Category Archives: Supreme Court

In the news: Minimum Unit Pricing for Alcohol

Booze
this Creative Commons Licence©  Dave Morris and licensed for reuse under this Creative Commons Licence.

Today the UK Supreme Court has ruled that Scottish Government can set a minimum price for alcohol, rejecting a challenge by the Scotch Whisky Association and others that it did not comply with European Union law.  The judgment is available here.

In an attempt to reduce both the harm to health and the social consequences arising from the consumption of cheap high strength alcohol, the Scottish Parliament passed  The Alcohol (Minimum Pricing) (Scotland) Act 2012 . This has been the subject proceeding in the Scottish, European Union and United Kingdom courts since 2012.

Further background to the case is available from the UK Supreme Court here and from the Scottish Government here.

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UPDATE Can the UK government launch the process to leave the EU without an Act of Parliament?

 

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© Jay Gavin Licensed for reuse under this Creative Commons Licence.

The government’s appeal was dismissed in the Supreme Court yesterday.  This means that Parliament has to give its approval before the formal process of leaving the EU can begin. The judgement and summary documents are available here.

The original case was about prerogative powers, defined by the High Court in the original case as “the residue of legal authority left in the hands of the Crown” however as the UK has a sovereign parliament it is argued that prerogative powers cannot be used to overrule legislation. The government argued, however, that it did have the prerogative power to “make and unmake treaties” allowing it to launch the process without requiring an Act of Parliament.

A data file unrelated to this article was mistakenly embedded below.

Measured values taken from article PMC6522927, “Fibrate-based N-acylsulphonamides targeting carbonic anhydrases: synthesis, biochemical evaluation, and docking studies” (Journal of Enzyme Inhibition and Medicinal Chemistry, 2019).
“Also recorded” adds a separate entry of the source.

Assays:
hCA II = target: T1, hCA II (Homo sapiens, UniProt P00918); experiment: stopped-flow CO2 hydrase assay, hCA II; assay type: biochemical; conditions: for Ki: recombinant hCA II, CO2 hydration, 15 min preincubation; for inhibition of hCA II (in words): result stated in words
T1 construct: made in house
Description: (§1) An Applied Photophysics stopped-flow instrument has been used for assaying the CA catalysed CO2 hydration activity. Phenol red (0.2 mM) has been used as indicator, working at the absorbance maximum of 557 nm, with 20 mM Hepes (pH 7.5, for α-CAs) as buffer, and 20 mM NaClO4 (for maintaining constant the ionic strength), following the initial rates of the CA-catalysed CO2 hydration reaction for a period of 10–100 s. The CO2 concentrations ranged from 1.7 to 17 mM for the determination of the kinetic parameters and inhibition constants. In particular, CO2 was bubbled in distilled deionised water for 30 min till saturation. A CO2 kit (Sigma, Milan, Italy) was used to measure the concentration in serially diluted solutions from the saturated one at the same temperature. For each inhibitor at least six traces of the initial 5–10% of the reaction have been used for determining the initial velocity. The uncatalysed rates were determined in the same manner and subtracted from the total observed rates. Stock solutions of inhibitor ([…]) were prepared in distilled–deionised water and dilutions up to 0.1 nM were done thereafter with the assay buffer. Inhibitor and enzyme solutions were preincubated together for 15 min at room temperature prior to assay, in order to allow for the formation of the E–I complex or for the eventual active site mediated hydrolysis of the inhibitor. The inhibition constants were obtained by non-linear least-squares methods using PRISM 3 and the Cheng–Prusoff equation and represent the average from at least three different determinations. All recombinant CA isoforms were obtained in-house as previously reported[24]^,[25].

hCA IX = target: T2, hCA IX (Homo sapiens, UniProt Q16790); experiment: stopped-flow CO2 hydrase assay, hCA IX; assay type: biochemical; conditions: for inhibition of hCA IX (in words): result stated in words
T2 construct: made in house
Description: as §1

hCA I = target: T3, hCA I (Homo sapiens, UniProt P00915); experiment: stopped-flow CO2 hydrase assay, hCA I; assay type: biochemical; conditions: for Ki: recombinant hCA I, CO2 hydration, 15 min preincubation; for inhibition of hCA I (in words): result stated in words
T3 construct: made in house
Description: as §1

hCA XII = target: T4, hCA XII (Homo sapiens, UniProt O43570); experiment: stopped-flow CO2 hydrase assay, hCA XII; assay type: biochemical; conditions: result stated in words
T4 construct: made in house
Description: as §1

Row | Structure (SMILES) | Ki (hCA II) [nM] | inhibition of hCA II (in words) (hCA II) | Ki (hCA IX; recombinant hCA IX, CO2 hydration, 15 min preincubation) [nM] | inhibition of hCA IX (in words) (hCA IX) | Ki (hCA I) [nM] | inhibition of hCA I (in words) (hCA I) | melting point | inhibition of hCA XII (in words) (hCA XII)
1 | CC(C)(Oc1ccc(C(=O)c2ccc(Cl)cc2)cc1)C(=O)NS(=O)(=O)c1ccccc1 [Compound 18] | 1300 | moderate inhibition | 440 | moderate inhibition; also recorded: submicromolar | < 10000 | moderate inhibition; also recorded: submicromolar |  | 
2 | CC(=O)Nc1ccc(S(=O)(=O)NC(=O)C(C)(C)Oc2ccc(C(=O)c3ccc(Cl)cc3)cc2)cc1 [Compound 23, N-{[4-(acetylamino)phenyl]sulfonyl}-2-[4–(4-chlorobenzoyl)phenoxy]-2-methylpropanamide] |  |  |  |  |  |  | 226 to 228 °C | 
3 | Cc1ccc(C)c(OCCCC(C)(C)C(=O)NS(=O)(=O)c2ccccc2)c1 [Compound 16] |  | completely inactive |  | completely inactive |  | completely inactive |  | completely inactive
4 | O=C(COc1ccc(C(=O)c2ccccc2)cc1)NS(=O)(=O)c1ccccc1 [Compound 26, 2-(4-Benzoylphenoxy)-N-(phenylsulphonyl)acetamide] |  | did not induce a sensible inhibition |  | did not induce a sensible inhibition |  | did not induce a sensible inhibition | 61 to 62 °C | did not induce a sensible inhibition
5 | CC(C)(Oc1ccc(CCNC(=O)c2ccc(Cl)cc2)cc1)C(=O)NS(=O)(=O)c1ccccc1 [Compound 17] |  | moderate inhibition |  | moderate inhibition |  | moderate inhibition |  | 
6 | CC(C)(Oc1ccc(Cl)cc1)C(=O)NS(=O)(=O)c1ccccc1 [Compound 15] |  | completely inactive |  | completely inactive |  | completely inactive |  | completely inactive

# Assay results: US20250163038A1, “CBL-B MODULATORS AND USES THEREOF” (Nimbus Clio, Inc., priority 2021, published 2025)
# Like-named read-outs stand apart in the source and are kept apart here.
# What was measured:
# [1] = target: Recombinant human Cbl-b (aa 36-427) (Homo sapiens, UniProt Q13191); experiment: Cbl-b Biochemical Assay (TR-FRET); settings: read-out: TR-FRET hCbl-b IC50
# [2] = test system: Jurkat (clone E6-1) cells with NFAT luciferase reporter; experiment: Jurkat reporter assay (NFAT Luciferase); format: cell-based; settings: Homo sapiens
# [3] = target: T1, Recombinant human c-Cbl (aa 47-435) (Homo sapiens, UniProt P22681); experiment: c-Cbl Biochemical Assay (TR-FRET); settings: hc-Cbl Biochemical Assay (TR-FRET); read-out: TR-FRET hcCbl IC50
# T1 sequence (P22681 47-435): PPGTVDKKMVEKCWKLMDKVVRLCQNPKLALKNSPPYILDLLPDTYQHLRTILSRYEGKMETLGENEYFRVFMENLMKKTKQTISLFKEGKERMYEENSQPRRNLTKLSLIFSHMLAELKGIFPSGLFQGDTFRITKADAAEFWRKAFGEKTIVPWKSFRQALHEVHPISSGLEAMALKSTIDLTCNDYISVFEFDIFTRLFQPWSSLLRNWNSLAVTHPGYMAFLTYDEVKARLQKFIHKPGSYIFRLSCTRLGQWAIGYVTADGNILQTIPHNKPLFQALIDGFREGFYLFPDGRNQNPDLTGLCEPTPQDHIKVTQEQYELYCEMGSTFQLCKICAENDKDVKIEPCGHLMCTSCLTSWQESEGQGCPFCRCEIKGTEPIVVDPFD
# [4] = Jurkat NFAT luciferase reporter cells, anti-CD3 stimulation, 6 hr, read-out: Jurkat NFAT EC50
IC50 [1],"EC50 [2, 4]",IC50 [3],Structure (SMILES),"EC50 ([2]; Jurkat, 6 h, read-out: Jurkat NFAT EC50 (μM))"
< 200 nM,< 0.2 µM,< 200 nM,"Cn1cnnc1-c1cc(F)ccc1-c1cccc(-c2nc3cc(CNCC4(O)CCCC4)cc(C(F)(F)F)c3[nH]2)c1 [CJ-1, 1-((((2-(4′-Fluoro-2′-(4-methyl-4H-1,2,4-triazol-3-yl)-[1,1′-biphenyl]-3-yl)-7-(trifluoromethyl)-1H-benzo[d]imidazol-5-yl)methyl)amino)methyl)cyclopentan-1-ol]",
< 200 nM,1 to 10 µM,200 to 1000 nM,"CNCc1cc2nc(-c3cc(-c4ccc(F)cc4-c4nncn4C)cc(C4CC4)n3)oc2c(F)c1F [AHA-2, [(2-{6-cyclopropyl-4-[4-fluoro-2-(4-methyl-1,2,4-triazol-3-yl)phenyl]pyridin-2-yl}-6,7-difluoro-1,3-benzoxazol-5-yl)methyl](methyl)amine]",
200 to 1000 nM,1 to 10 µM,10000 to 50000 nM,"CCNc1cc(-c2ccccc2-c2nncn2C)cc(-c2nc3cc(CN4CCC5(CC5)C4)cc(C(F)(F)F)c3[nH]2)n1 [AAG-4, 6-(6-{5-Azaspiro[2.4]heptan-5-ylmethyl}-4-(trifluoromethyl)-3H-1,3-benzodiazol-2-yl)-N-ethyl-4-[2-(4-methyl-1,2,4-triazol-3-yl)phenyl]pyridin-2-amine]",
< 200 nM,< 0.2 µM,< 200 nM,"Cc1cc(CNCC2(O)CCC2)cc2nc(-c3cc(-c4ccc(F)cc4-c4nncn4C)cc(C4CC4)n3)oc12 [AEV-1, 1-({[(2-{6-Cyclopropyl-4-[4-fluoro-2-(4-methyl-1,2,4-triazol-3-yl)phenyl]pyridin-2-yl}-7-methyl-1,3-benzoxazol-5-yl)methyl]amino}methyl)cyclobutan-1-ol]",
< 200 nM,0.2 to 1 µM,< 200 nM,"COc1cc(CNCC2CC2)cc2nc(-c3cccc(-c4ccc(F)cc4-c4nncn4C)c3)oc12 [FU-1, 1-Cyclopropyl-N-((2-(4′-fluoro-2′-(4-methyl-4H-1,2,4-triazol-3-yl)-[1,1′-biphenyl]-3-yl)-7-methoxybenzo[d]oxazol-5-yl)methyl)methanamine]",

The Scottish Government was also involved in this case. The Lord Advocate’s intervention proposed that triggering article 50 required an Act of the UK Parliament and as a result also required a Legislative Consent Motion of the Scottish Parliament, under the Sewel Convention, given the effect it would have on matters devolved to the Scottish Parliament.  However, in regards to the Sewel Convention the Supreme Court has ruled that the policing of its scope and the manner of its operation does not lie within the constitutional remit of the judiciary. This means the Scottish Parliament, as with the other devolved administrations, cannot veto the triggering of Article 50.

 

Can the UK government launch the process to leave the EU without an Act of Parliament?

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© Jay Gavin Licensed for reuse under this Creative Commons Licence.

This is what the Supreme Court will be considering today in a case expected to last 4 days.  Follow it live here.

The case is about prerogative powers, defined by the High Court in the original case as “the residue of legal authority left in the hands of the Crown” however as the UK has a sovereign parliament it is argued that prerogative powers cannot be used to overrule legislation. The government argues, however, in does have the prerogative power to “make and unmake treaties” allowing it to launch the process without requiring an Act of Parliament.

The Scottish Government is also involved in this case. The Lord Advocate’s intervention proposes that triggering article 50 requires an Act of the UK Parliament and as a result requires a Legislative Consent Motion of the Scottish Parliament as matters devolved to them are involved.